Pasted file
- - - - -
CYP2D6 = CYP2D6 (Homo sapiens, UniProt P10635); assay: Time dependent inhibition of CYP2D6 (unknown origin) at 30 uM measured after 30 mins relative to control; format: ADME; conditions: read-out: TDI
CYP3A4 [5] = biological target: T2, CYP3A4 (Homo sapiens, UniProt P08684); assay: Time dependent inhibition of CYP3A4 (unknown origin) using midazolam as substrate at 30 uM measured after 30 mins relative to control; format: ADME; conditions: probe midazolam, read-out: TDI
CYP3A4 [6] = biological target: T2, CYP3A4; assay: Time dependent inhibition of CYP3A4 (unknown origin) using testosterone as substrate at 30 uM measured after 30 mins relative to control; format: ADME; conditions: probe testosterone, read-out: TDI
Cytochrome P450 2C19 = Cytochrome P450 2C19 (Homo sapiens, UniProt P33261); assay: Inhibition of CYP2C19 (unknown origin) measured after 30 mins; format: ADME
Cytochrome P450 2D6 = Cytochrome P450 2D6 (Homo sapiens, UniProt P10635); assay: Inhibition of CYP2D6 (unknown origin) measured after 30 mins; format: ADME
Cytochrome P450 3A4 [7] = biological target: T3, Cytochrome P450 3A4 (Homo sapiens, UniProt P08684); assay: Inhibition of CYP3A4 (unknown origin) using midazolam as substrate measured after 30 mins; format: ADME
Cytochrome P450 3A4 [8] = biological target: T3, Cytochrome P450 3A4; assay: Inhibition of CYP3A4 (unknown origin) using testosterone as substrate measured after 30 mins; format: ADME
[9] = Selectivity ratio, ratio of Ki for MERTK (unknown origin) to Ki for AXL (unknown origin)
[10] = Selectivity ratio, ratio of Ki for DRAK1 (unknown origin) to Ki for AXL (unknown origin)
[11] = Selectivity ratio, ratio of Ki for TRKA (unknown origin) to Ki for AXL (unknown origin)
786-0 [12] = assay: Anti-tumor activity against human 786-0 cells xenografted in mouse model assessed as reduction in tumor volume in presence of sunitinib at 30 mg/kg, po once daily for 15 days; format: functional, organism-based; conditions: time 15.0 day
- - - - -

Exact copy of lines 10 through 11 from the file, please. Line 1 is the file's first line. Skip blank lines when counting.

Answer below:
[11] = Selectivity ratio, ratio of Ki for TRKA (unknown origin) to Ki for AXL (unknown origin)
786-0 [12] = assay: Anti-tumor activity against human 786-0 cells xenografted in mouse model assessed as reduction in tumor volume in presence of sunitinib at 30 mg/kg, po once daily for 15 days; format: functional, organism-based; conditions: time 15.0 day